Let’s talk a little about the CHAN, shall we? 

Good morning guys, So let’s talk about the CHAN. 

I’m not sure how long this post would be but let’s give it a crack and if we don’t finish today, we can always have a part 2 and 3 etc, depending on how much we cover. Cool? Welcome. 

First of all, I’ll like to congratulate the CHAN Eagles. They fought valiantly. They got us to the highest position we ever got at the CHAN. With little preparation, harp hazard camping conditions, injuries etc. They still made it to the finals. They shook off the disappointment of the first game against Rwanda, they trudged on all the way to the finals. If you’re looking for the definition of the Nigerian spirit, that’s it right there. In flesh and blood. 

So whatever happened? Yes, going into the game, we were not favorites. The North Africans were. They were playing a lot better than we were, they were playing infront of an incensed home support and a referee whose stock began to fall the day someone claimed he was the best in Africa. The target for the Eagles was the quarter finals but they got to the finals. So in a way, they got their target box ticked. But why make it to the finals if you have no plans of winning? So they gave it a shot. Sadly, it wasn’t to be. 

Salisu Yusuf made bold selections for the finals. Okpotu had had an OK tournament till the time, but somehow Salisu felt it was ok to introduce a new weapon in the final. It backfired. Peter Eneji was unfit and after a poor first period and a first half yellow card, perhaps he ought not to have resumed the second. At least you can judge how your players are performing and make the bold call. Isn’t that why you’re the one this country thrust into the dugout?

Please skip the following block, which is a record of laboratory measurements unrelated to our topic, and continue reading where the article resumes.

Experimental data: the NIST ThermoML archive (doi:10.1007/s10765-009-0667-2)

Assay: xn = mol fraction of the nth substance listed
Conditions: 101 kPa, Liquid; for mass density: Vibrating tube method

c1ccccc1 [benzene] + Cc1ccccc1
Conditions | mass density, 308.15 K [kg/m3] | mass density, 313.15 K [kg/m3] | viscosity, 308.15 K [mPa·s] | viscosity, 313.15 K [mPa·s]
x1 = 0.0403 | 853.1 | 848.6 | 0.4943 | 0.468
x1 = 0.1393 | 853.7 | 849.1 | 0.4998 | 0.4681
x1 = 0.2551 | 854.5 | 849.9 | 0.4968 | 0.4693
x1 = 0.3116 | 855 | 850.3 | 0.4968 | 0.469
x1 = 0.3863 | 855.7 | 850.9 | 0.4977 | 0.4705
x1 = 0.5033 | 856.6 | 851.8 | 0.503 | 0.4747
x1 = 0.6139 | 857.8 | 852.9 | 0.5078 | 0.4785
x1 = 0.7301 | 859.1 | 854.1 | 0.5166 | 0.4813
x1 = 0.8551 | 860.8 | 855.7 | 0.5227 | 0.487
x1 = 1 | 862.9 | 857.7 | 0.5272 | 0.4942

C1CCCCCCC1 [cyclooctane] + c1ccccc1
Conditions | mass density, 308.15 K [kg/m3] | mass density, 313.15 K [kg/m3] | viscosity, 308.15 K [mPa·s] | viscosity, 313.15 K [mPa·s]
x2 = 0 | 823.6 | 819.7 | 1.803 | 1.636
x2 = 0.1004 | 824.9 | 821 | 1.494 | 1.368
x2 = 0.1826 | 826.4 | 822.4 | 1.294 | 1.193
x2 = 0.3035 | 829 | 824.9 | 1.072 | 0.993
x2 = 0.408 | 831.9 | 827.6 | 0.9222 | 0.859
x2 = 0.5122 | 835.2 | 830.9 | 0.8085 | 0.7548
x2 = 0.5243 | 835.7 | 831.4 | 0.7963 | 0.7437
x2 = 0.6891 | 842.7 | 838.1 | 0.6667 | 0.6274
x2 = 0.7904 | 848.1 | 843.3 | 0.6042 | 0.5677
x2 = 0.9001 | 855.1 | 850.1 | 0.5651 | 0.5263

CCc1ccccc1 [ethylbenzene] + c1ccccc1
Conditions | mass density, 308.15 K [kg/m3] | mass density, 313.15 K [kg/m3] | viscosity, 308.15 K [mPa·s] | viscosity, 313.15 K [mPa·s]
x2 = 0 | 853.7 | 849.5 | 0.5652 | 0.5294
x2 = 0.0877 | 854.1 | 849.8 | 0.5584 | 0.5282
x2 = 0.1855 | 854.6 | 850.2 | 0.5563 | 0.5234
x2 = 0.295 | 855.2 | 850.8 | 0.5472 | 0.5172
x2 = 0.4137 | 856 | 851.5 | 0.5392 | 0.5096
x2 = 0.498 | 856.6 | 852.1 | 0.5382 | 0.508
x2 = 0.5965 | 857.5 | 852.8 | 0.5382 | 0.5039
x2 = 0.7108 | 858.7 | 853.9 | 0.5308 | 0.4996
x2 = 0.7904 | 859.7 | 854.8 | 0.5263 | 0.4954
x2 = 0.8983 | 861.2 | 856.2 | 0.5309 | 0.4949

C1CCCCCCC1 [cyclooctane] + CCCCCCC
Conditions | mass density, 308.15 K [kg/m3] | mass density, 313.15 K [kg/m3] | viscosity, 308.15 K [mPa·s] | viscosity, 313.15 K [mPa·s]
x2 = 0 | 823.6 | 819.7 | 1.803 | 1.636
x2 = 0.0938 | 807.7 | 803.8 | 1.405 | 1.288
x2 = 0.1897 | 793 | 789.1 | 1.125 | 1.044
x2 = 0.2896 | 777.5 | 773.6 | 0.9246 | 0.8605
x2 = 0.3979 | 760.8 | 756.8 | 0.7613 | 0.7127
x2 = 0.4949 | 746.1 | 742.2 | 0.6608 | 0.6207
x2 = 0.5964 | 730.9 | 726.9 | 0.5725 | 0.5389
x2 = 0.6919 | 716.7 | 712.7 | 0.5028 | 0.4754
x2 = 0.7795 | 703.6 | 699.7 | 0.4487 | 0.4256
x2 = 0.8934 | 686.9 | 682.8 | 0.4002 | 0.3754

A second yellow before the 50th minute and that was it. A comeback was now near impossible and our push for it saw us severely punished by an opponent clearly “turned on”. And so the goals began to rain – from the left, right, center. Dele Ajiboye ended up conceding more goals than Ikechukwu Ezenwa who had played more games. If we had any doubt as to the quality of the match ups, we were now very convinced that this was men against boys. 

Was the margin primarily a result of the numerical advantage? We may never know but a quick reminder that in the first half, they had swarmed all over us with constant ease. It was surprising how that at the end of the first half, they were only one goal up. It should have been more. They deserved more. Our defenders were brought down to earth, our midfielders ran out of steam and our strikers, out of ideas.  And from the technical area came the now very familiar disposition of “Look guys, I don’t know what I’m doing”! We see it in our match venues all over the country.  

I guess a lot of what I’d told above is not alien with you. You can agree with most if not all. But this is only a Part 1 of this article. There’s a second part and it may not be as forgiving and nice as this first post but it addresses the crux of the matter. I think it is important that people who talk realize that it’s about time we took the decisive steps to improve our football. Do we lack talent? No we don’t. What we are lacking is rather “man-made”. We lack the structure (animate), the structures(inanimate) and the know-how to get back as the best in Africa. 

Word count for today is up. Let’s discuss this further in tomorrow’s edition.

Blessings, 

‘EnyimbaEnyi 

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